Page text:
In the remainder of the chapter we want to explore the suppressed dimensions inherent in the notion of ‘the new’ and open up possibilities for creativity beyond the dominant neo-liberal, market-focused ideology of ‘creativity’ as a well-behaved category and phenomenon. In other words, we want to reclaim creativity and take it seriously, without remaining fixed in a strict hierarchy of pre-suppositions and preconceived notions. To put it more succinctly: we want to think creatively about creativity.

First deconstructive move: novelty and progress

The palpable contradiction between the absolute claim for novelty and the inevitable repetition, the eternal return, of the same gesture of innovation over and over again, does not disqualify the characterization but rather lends it a mesmerizing, forever perplexing and fascinating, spell …

(Jameson 2002: 125)

Asserting that creativity is about creating novelty may seem little more than a tautology. Yet, whilst it is undoubtedly true that creativity can be about creating the new, one could inquire whether this assertion holds always-already. One could also question whether the underlying assumption of creativity as essentially linked to such beneficial novelty and progress is justified, or whether both these aspects are parts of an ideological construction geared at normalizing and accentuating one set of notions over others. The process of deconstruction aims at this kind of ‘picking apart’, arguing that the creation of unspoken hierarchies and implied necessities are in fact limitations to thought, driven by a particular Western desire to purify and control. In this case the object being purified and controlled is creativity, the one thing one claims is beyond pure control – an inherent contradiction in thought.

Creativity, as a concept put to the use of contemporary capitalism, emphasizes the value of novelty, and positions this as a primary process in the economy. If we follow the argument developed by Schumpeter in Capitalism, Socialism and Democracy (1942), creativity is that which entrepreneurs showcase when they introduce new things into a market, and it is the ‘creative destruction’ they wield that makes them such potent agents of change. Furthermore, it is this process of innovation that enables progress in the world, as witnessed in advanced technologies and economies.4 In current versions of this argument (see e.g. Bills and Genasi 2003; Cox 2005; de Brabandere 2005), creativity is presented as existing in juxtaposition with an old world/economy (that which was) and as forming a signaling device for the birth of something better. Put slightly differently, it is often stated that creativity is important because it helps deliver the new into the world. The assumption that the new is clearly superior to what went before has an important corollary: failure to move from one to the other is to be explained by ‘conservatism’, not to mention stupidity or straightforward ignorance (Edgerton 2006). In other words, the concept of creativity serves as a way of creating a binary along the lines of old/bad – new/good. Creativity, seen as a morally upstanding phenomenon, emphasizes novelty and through this positions the new as necessarily better than the old, thus creating one of the hierarchies that deconstruction aims to topple. Where such a statement might be understandable and quite sensible in local cases, we must question whether we are prepared to accept it as a general statement. We must further ask whether it is, in fact, a neutral statement, but will leave this consideration to our third deconstructive movement.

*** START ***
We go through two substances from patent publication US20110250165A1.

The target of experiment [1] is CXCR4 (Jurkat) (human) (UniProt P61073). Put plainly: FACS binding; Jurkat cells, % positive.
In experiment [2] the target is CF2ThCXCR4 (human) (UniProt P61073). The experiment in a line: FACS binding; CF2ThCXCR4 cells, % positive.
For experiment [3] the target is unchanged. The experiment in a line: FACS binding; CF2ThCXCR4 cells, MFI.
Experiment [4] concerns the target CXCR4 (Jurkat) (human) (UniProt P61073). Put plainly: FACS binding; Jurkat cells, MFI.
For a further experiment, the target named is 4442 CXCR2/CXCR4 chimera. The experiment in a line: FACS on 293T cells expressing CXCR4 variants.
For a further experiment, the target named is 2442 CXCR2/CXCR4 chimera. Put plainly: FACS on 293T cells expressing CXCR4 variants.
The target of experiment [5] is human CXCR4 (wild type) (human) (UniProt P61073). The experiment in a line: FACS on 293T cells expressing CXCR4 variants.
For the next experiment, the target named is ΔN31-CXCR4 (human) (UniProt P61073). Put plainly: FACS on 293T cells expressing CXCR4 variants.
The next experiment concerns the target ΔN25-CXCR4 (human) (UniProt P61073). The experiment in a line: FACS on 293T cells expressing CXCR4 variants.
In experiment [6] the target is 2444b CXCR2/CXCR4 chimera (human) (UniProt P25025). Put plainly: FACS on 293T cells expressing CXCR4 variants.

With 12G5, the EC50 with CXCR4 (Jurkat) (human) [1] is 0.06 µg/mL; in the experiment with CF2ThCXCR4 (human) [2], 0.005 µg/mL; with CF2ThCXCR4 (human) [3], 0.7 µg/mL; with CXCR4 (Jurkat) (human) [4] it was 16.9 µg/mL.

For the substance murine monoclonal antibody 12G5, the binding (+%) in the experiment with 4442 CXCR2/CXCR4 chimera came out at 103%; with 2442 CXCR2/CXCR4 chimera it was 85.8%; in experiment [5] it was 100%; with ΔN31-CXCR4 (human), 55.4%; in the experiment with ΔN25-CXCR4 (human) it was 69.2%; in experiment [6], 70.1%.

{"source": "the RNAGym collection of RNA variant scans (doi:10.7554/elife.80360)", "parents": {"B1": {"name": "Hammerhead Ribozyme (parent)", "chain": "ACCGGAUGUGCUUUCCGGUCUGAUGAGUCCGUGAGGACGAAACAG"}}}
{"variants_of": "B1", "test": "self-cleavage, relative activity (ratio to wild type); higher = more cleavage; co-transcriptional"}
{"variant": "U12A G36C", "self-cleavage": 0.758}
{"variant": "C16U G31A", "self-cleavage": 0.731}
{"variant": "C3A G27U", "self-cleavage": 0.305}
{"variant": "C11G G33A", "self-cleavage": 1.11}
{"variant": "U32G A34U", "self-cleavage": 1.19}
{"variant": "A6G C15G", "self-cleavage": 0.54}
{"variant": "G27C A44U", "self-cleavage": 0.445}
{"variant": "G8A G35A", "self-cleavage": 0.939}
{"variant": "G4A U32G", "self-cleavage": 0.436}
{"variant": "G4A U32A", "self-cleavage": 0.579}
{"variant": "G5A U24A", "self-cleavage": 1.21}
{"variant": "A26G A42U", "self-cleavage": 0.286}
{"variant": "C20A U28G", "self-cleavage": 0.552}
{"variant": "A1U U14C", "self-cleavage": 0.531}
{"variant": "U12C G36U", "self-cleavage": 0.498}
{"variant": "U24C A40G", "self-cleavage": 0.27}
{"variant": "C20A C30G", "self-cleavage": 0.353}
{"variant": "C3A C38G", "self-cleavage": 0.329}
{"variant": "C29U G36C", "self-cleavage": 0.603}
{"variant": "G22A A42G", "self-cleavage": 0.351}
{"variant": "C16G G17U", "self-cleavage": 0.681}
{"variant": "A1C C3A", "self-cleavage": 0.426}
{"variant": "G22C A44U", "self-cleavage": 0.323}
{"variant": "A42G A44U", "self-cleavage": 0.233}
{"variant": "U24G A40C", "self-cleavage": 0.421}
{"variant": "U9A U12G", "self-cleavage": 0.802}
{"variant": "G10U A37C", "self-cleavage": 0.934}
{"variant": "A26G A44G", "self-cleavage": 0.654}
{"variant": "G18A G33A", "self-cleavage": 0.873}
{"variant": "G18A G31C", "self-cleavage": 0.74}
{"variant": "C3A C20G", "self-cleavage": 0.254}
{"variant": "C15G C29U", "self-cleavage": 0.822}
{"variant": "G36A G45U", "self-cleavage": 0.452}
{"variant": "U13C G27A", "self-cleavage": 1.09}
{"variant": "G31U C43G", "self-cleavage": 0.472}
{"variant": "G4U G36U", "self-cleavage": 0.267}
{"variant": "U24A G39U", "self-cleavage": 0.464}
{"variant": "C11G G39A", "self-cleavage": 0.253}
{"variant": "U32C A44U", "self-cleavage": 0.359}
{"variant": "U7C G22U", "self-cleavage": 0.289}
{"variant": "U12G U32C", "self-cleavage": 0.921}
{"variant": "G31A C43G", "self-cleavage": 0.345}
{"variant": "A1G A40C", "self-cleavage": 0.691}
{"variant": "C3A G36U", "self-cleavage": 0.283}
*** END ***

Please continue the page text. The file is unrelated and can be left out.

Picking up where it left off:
To create a brand new product or start a new company is obviously a creative act. At the same time, virtually all such acts contain at least some traces of old ideas, and this ‘old’ content might in fact be quite substantial. If we look to the world of art, we see that creators such as Marcel Duchamp and Claes Oldenburg used already existing things – the ready-mades – to create high art (cf. Guillet de Monthoux 2004), thus problematizing the notion of novelty.5 For them, there was no original, only an endless chain of derivatives. The world of the commodity had become a degraded one, in which things had been drained of their intrinsic value; but precisely because of this, they were now free to be put to all kinds of ingenious, innovative uses. What someone like Marcel Duchamp produced out of this non-innovation is ultimately one of the most original forms of art of modern times (Eagleton 2005).Žižek (2006) points out how Luther accomplished the greatest revolution in the history of Christianity, thinking he was merely unearthing the truth obfuscated by centuries of Catholic degeneration. In cultural theory, Walter Benjamin emphasized the notion of ruin and remembrance as central aspects of any creative act (cf. Rehn and Vachhani 2006), and in innovation studies one has long recognized that the most common form of innovation is incremental, i.e. one where the creative component is in fact the smallest part of the final product. All these facts are in themselves not ‘new’ and indeed some have been discussed at some length in creativity theory. Yet, this discussion has in almost all cases taken the form of emphasizing that it is still the new aspect, however minor this might be, that defines a particular act as creative.